Michael Spicer: Politicians think it’s a joke, but I’m serious about them

Comedian Michael Spicer has said he finds it “very irritating” that the politicians he has “lampooned” follow him on social media, saying “I think they think that it’s just a game”.

Spicer shot to fame during the 2019 general election for his Room Next Door sketches, where he would pretend to act as a political adviser speaking in the ear of a public figure during an interview.

The 47-year-old, from Ashford, Kent, however told the PA news agency that some politicians do not seem to have understood the joke.

Michael Spicer peers out of a door
Michael Spicer has more than 500,000 followers on Twitter with some of his videos earning more than two million views (Michael Spicer)

“I just provide entertainment because the evidence of that is the fact that a lot of the people that I’ve lampooned are following me, and I find that very irritating,” he said.

“I think they think that it’s just a game, it’s all just a joke. That if we bumped into each other in a bar we’d have a drink about it and say how funny it all was. But that sort of thing makes me quite nauseous.

“I’d like to think that I was making some sort of statement about about the Government’s ineptitude, about politicians’ ineptitude.”

Spicer has more than half a million followers on Twitter, with his videos regularly receiving hundreds of thousands of views.

One of his most recent Room Next Door sketches, earning more than two million views on X, poked fun at the moment the Prime Minister made headlines after one member of the public, who was standing in a group circle surrounding Rishi Sunak, rolled her eyes as he spoke about national security and immigration.

In his video, Mr Spicer acts as the Prime Minister’s political adviser, attempting to get someone to block the woman from the camera’s view.

“(Politicians) seem to want to take on this presidential approach, which is to be in a circle of people,” he said.

“Wherever they go, they’re in this circle of people and it feels like it’s off the cuff but, as has been proved, you can’t get a circle of people who are willing to just sit or stand there and nod along with it.

“You’ve had several examples of people in the background just visibly disagreeing with what’s going on in front of them.

“I think the more that we cover elections the more we’ll find these excruciating moments or these moments for comedy, for parody.”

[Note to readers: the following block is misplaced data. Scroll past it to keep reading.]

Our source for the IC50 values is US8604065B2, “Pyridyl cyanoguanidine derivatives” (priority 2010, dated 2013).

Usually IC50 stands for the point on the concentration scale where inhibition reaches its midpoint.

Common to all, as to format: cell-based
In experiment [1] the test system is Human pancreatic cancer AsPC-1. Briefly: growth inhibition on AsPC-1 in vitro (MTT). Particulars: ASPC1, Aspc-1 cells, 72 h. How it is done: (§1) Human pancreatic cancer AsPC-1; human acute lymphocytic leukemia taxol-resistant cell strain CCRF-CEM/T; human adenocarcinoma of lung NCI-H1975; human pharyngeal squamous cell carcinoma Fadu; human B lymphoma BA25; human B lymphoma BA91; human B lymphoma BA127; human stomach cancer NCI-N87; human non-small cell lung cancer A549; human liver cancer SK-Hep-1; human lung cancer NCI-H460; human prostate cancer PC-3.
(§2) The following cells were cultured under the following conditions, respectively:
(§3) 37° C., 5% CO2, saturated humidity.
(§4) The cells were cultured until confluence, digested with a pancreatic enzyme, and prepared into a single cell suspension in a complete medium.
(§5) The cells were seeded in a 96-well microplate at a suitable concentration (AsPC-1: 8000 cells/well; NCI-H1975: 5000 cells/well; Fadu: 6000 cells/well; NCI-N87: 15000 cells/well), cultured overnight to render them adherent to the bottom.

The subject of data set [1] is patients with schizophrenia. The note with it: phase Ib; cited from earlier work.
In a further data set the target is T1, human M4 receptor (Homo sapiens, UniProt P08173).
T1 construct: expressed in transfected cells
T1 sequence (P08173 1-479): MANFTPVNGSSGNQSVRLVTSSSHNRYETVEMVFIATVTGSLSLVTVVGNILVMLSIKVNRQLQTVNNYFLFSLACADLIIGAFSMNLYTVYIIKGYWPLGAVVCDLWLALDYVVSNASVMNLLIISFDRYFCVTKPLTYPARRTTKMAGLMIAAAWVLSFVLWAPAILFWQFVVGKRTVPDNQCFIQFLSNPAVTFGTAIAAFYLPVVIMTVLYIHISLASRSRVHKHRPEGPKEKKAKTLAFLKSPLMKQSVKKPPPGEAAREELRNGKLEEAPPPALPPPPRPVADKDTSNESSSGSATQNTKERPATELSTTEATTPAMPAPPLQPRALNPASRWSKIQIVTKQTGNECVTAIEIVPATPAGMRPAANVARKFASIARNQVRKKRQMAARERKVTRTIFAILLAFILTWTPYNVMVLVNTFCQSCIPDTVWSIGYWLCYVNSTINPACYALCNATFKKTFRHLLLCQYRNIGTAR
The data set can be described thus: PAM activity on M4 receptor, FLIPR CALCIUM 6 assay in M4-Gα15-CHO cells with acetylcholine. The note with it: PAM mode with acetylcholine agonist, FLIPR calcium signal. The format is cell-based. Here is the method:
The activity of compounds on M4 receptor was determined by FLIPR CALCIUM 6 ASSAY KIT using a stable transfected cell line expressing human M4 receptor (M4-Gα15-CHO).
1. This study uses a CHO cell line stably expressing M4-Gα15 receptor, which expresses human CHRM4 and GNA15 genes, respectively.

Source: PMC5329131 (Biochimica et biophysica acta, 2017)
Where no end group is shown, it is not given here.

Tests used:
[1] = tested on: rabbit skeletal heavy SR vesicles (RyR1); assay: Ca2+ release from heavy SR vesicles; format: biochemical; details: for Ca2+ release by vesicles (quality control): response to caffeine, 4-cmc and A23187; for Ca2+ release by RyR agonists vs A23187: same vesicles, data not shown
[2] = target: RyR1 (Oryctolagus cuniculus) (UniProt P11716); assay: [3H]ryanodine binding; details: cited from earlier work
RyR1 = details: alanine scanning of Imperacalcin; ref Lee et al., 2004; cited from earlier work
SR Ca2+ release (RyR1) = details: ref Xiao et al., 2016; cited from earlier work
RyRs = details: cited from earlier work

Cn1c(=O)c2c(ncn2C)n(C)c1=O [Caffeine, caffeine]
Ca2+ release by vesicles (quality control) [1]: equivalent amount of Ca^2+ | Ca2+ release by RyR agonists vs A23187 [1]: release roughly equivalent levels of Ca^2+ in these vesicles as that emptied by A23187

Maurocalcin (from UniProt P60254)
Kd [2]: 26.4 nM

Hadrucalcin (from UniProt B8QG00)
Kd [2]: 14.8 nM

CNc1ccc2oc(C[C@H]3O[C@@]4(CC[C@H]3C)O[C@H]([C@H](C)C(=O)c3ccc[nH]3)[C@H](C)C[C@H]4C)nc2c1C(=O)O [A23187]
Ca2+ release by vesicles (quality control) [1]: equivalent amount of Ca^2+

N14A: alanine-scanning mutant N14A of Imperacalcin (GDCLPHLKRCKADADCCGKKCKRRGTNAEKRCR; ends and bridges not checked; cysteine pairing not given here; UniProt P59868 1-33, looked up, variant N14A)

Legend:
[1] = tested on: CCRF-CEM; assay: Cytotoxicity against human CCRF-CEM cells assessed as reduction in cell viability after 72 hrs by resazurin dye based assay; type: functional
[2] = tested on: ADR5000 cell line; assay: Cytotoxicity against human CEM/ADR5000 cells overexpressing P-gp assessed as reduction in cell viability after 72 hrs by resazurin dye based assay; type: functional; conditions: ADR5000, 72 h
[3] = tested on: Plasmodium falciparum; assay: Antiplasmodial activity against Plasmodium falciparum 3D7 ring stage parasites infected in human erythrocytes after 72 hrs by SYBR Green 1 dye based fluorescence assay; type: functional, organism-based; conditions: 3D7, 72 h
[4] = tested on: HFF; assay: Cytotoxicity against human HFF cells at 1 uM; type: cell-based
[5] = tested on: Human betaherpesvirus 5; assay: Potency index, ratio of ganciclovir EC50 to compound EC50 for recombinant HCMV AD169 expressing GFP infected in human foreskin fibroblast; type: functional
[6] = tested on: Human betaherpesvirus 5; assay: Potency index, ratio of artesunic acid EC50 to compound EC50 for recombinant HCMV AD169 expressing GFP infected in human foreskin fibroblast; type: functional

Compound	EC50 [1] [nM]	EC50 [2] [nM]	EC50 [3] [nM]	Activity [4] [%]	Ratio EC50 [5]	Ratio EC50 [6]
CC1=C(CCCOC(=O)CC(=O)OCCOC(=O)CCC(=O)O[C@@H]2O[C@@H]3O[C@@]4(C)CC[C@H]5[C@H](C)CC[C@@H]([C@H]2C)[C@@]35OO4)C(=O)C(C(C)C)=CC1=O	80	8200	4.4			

Earlier in the election campaign Tom Walker, the creator behind the fictitious news reporter Jonathan Pie, said he and other comedians will “miss” the Conservative Party if it loses the General Election.

However, despite Sir Keir “not saying anything at all in interviews”, Spicer said he believes a Labour government would still be able to deliver in the comedy department if they win in the election.

“I think (Labour) are going to fall into very similar holes. I don’t think there will be another partygate for instance,” he said.

“I don’t think the incompetence stretches that far, but I think they are ripe for parody for different reasons.

“Perhaps you will not get a Boris Johnson ever again, and for that reason, I won’t be able to do what I do, but there will always be things.

“I think there’s a lot of hypocrisy, and I think that once they assume power you may see very similar narratives.”

The comedian added while the Tories have given him “great material”, he “can’t bear them anymore”.

“I didn’t anyway, but I can’t bear the lies and the constant papering over the cracks,” he said.

“(The Conservatives) need to find another narrative, because they are sinking very fast.”

Michael Spicer peers out of a door
Michael Spicer, known for the Room Next Door sketches, said comedians can ‘shine a light’ on the injustices within politics (Michael Spicer)

Spicer also described political comedians as having the ability to “shine a light” on injustices within politics.

“I think what people were looking at when they saw (The Room Next Door) sketch was just a person on their sofa frustrated with politics and that’s what they are too,” he said.

“I think it helps people get through (the General Election) for a start.

“I don’t think (my comedy) makes any major changes, but I think laughing about it is really important, because of the cliche, otherwise you’ll cry.

“There’s so much injustice and that’s all comedians do really. Satirical comedians shine a light on that and make fun of it and laugh at it.”